• In a related aspect, a blood processing system for processing whole blood or a whole blood component is provided in which the processing system comprises at least one pump and a controller with a user interface and has a fluid flow circuit with at least one reservoir associated therewith, and the controller is configured to perform the methods of any one, or combination of, the aspects described above.
  • BRIEF DESCRIPTION OF THE DRAWINGS
  • FIG. 1 is a front perspective view of an exemplary fluid separation system suitable for performing the method of the present disclosure;
  • FIG. 2 is a rear perspective view of the fluid separation system of FIG. 1, with a rear door thereof in an open position;
  • FIG. 3 is a front perspective view of the fluid separation system of FIG. 1, with a fluid flow circuit associated therewith;
  • FIG. 4 is a front perspective view of a fluid separation chamber of the fluid flow circuit of FIG. 3, with a portion thereof broken away for illustrative purposes;
  • FIG. 5 is a schematic view of the fluid flow circuit and fluid separation system of FIG. 3, in a fluid draw mode; and
  • FIG. 6 is a schematic view of the fluid flow circuit and fluid separation system of FIG. 3, in a fluid return mode.
  • FIG. 7 is a flow chart schematically illustrating the various steps of the pump calibration method of the present disclosure.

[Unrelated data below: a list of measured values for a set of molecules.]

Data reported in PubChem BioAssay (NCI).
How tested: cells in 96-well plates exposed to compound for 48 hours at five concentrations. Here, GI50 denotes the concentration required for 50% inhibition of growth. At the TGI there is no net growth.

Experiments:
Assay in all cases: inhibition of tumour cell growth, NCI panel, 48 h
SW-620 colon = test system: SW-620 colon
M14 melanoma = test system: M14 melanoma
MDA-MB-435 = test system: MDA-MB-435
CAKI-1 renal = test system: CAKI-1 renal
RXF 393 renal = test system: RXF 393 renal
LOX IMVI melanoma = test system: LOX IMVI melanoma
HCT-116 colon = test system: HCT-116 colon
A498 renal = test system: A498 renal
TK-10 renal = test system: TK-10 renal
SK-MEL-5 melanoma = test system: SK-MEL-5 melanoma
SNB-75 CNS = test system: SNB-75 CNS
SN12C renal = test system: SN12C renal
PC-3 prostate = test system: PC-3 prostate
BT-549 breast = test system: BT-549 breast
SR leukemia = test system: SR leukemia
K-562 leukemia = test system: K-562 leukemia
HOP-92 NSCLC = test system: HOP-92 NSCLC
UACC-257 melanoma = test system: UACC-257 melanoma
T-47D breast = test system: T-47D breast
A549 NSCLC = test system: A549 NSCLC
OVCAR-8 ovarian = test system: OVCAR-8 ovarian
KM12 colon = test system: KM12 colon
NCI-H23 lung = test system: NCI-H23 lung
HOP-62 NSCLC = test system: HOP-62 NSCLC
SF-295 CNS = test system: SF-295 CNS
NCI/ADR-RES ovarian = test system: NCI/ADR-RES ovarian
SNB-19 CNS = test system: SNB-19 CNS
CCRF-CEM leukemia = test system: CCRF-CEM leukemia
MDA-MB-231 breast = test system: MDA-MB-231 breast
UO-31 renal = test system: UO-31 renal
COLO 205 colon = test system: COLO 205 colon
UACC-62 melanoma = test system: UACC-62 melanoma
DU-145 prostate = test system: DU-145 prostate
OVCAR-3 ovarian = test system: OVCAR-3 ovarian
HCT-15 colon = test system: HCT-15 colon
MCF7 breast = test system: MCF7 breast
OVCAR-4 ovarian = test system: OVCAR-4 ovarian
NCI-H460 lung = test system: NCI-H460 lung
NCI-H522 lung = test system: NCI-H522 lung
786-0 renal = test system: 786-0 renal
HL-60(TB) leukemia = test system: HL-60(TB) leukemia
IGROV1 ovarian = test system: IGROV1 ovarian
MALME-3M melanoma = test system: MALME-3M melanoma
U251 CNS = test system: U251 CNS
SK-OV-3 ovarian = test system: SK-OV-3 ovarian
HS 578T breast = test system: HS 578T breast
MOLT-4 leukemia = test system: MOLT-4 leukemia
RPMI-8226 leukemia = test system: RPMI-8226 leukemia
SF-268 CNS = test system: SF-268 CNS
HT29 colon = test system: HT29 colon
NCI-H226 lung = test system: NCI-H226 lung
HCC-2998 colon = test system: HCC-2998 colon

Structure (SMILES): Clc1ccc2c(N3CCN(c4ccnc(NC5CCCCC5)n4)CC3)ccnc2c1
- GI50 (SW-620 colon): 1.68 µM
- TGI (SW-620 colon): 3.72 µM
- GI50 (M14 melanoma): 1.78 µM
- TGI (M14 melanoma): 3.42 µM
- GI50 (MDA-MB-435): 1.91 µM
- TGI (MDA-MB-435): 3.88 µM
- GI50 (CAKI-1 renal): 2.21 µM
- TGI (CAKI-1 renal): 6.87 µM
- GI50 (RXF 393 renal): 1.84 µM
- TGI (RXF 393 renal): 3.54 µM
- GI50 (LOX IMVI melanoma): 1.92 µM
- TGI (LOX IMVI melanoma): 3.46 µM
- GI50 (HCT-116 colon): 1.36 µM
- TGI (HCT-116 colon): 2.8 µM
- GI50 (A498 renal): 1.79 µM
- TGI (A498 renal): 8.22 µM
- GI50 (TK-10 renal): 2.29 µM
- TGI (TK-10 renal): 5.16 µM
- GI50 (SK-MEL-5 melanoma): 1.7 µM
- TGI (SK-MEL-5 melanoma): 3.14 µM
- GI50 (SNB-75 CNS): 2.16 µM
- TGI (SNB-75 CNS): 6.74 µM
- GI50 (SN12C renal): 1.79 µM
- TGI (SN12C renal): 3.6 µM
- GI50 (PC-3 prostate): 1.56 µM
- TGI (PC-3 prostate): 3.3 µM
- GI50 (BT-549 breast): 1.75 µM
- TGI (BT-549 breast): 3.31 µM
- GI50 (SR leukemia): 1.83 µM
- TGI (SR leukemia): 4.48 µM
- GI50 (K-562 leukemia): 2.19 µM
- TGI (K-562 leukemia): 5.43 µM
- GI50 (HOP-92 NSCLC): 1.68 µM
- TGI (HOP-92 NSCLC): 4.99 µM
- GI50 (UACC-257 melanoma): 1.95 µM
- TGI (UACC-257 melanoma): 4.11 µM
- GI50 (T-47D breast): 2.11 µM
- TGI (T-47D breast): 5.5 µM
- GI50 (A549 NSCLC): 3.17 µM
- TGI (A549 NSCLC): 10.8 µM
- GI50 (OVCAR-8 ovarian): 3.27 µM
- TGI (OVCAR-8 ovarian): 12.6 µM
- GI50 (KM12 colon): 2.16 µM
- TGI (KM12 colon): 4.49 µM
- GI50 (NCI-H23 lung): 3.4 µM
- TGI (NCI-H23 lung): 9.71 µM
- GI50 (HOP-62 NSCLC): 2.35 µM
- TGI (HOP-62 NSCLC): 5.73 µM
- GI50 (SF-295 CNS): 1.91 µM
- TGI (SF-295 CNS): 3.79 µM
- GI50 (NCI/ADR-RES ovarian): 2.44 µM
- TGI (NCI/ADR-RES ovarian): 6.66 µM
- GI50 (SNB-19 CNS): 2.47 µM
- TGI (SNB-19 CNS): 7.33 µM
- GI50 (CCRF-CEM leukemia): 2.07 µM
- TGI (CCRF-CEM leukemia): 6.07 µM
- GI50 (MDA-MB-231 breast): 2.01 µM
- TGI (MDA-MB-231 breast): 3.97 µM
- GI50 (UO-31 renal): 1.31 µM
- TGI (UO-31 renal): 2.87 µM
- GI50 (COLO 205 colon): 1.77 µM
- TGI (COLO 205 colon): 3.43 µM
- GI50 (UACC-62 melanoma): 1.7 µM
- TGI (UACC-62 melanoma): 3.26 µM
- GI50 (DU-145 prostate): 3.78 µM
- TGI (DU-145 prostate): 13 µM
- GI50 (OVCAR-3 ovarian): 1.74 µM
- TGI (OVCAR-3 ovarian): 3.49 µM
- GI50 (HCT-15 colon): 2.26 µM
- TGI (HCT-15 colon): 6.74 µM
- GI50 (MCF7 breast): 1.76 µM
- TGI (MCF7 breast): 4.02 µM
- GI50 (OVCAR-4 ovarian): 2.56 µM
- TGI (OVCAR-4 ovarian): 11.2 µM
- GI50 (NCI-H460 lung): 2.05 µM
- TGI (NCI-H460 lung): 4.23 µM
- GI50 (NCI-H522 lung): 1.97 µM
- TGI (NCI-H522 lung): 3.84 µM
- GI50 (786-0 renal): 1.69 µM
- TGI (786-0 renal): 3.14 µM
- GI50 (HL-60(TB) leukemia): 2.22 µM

• DESCRIPTION OF THE ILLUSTRATED EMBODIMENTS
  • The embodiments disclosed herein are for the purpose of providing an exemplary description of the present subject matter. They are, however, only exemplary, and the present subject matter may be embodied in various forms. Therefore, specific details disclosed herein are not to be interpreted as limiting the subject matter as defined in the accompanying claims.
  • According to an aspect of the present disclosure, a durable or reusable fluid separation system is used in combination with a separate fluid flow circuit (which may be disposable) to separate a fluid into two or more constituent parts. FIGS. 1 and 2 illustrate an exemplary fluid separation system 10, while FIG. 3 illustrates an exemplary fluid flow circuit 12 mounted onto the fluid separation system 10, but it should be understood that the illustrated fluid separation system 10 and fluid flow circuit 12 are merely exemplary of such systems and circuits and that differently configured fluid separation systems and fluid flow circuits may be provided without departing from the scope of the present disclosure.
  • The system 10 of FIG. 1 is configured for processing whole blood, but it may be used to process other biological fluids. The fluid may come from any fluid source during a draw or collection phase of the procedure (see, e.g., FIG. 5) and be returned to any recipient, which may be the same as or different from the fluid source, during a return or reinfusion stage (see, e.g., FIG. 6). In one embodiment, the fluid source/recipient is a living donor or patient (e.g., a human blood donor), while in other embodiments the fluid source and/or fluid recipient may be a non-living source/recipient (e.g., a blood bag or fluid container).